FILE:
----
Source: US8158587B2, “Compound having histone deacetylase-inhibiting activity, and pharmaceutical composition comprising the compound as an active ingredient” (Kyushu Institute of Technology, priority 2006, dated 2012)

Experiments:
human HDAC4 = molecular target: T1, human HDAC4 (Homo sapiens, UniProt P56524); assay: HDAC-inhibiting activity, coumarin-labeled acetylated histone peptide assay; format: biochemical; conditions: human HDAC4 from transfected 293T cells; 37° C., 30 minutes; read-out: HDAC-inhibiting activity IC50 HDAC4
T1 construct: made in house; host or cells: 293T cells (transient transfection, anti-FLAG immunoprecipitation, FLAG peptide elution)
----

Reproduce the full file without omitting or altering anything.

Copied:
Source: US8158587B2, “Compound having histone deacetylase-inhibiting activity, and pharmaceutical composition comprising the compound as an active ingredient” (Kyushu Institute of Technology, priority 2006, dated 2012)

Experiments:
human HDAC4 = molecular target: T1, human HDAC4 (Homo sapiens, UniProt P56524); assay: HDAC-inhibiting activity, coumarin-labeled acetylated histone peptide assay; format: biochemical; conditions: human HDAC4 from transfected 293T cells; 37° C., 30 minutes; read-out: HDAC-inhibiting activity IC50 HDAC4
T1 construct: made in house; host or cells: 293T cells (transient transfection, anti-FLAG immunoprecipitation, FLAG peptide elution)